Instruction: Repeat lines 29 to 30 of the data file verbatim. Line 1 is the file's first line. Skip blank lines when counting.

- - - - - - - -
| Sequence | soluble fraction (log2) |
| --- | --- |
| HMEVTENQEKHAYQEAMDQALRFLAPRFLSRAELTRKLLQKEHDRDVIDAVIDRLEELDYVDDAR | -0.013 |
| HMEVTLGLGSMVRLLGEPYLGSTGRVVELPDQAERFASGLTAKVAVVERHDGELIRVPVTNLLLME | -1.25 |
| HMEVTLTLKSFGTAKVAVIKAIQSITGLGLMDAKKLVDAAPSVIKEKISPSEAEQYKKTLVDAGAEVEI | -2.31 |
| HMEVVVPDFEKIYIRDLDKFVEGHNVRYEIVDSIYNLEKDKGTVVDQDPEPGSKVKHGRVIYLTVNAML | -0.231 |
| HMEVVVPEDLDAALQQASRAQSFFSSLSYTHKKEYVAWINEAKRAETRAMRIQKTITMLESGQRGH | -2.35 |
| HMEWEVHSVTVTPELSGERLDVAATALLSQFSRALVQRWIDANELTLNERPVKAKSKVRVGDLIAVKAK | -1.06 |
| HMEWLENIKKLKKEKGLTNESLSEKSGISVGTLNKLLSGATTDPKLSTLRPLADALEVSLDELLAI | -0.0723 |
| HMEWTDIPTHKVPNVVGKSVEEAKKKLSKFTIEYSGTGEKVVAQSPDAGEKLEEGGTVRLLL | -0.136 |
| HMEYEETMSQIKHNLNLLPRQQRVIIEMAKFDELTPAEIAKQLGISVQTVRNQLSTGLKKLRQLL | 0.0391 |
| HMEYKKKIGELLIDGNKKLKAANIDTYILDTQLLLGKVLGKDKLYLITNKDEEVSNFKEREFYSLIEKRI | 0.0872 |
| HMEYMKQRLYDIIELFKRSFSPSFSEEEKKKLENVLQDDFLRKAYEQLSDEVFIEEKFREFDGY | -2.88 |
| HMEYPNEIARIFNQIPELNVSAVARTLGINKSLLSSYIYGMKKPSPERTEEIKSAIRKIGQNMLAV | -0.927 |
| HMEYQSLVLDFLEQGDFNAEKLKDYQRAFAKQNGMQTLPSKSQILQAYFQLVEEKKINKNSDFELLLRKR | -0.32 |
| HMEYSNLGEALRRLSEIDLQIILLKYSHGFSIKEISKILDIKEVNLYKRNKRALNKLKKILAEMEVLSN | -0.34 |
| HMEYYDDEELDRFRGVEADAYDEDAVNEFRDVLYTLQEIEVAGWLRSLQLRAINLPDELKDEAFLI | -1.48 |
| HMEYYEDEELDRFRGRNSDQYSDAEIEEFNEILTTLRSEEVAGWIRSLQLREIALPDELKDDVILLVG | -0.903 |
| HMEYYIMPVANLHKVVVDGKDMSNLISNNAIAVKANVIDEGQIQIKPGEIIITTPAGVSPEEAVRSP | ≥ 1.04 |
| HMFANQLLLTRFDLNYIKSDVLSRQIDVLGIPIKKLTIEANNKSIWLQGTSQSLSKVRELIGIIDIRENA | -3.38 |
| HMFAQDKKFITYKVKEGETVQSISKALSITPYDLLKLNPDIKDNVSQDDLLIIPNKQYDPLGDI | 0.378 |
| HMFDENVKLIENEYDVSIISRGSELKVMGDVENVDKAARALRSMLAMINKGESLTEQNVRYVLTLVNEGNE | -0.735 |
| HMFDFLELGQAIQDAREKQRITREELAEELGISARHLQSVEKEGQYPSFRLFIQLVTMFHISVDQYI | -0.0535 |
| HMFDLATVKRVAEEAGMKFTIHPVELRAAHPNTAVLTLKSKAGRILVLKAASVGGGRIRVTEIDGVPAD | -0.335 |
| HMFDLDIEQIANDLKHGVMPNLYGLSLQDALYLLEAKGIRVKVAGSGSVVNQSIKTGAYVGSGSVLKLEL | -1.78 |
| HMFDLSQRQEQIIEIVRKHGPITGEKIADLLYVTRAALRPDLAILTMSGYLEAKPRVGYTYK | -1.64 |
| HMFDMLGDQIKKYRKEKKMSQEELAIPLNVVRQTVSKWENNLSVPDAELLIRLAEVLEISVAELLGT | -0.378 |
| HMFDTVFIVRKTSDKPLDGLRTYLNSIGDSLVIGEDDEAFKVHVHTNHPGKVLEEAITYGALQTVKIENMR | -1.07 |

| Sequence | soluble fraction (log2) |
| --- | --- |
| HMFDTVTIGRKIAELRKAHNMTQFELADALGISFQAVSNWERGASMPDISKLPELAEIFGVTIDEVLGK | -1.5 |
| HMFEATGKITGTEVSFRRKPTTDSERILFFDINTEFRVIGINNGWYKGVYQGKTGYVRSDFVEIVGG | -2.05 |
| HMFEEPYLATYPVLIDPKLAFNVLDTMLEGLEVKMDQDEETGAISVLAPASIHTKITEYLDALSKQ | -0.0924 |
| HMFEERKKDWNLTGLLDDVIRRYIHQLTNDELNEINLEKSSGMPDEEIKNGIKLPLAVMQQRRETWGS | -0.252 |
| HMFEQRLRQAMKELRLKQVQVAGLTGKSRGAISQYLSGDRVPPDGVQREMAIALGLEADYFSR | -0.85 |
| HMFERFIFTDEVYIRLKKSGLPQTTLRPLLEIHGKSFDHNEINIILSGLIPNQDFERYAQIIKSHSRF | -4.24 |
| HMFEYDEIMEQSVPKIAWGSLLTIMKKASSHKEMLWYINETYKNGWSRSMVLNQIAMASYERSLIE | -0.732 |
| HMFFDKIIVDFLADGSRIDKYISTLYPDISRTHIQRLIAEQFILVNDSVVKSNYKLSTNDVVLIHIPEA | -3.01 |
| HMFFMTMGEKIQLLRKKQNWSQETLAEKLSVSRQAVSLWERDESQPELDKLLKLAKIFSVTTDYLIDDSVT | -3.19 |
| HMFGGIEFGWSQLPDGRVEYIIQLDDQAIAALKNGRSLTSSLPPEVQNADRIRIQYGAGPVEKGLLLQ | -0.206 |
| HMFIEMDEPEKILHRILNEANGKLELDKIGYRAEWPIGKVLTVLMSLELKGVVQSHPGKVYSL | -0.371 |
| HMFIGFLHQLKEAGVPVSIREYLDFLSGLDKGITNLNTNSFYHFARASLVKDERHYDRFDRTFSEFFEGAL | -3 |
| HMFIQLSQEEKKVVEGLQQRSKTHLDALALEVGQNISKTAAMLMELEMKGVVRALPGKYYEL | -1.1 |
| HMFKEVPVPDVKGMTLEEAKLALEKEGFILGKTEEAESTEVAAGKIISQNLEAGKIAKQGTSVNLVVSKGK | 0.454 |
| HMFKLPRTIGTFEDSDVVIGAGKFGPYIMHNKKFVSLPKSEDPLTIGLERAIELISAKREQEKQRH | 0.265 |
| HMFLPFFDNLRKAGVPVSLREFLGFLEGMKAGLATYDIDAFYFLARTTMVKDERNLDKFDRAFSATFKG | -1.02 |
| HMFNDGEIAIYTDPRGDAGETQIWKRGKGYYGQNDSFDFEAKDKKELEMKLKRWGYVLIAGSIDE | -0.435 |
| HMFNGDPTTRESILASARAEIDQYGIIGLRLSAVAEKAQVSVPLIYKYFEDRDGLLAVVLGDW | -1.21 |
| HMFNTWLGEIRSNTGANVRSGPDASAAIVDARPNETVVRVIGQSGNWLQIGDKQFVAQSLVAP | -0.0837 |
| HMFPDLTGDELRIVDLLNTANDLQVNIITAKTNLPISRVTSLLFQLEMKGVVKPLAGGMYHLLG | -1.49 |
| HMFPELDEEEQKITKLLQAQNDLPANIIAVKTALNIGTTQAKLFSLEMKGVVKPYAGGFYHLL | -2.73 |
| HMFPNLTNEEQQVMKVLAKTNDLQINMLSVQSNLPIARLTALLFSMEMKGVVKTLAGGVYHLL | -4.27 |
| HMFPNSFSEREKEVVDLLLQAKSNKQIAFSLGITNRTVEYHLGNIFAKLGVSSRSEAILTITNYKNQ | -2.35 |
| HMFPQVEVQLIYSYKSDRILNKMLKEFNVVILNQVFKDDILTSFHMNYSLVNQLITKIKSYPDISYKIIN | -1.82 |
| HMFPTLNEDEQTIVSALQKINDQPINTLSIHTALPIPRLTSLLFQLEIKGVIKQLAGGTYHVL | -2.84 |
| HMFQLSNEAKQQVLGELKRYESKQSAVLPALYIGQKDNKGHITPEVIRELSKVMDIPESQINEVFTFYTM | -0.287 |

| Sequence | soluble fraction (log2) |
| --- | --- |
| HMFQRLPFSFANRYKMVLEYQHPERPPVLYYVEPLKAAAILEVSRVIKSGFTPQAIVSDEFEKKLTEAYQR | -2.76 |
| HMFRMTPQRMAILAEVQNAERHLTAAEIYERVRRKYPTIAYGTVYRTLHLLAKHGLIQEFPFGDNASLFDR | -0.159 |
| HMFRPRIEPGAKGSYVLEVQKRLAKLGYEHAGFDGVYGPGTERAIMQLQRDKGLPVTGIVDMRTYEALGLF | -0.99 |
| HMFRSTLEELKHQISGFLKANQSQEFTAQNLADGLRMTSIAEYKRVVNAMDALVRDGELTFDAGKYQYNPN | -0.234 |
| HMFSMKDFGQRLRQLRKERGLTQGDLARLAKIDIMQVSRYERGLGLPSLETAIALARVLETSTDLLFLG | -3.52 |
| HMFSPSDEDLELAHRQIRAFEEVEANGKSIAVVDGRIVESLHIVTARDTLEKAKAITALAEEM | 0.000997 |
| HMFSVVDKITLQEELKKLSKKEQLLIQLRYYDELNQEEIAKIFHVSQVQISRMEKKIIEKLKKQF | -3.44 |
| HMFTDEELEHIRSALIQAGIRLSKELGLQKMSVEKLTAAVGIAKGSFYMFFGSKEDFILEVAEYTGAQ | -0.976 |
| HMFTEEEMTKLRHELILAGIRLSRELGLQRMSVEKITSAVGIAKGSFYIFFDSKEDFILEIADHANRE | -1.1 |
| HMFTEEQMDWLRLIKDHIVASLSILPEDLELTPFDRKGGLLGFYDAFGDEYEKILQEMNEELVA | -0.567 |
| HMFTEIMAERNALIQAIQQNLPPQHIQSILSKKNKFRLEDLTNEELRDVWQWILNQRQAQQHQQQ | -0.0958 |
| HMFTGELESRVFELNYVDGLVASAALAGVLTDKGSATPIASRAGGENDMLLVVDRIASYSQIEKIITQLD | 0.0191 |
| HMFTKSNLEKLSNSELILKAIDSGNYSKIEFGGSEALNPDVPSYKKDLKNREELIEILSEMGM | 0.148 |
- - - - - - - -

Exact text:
| Sequence | soluble fraction (log2) |
| --- | --- |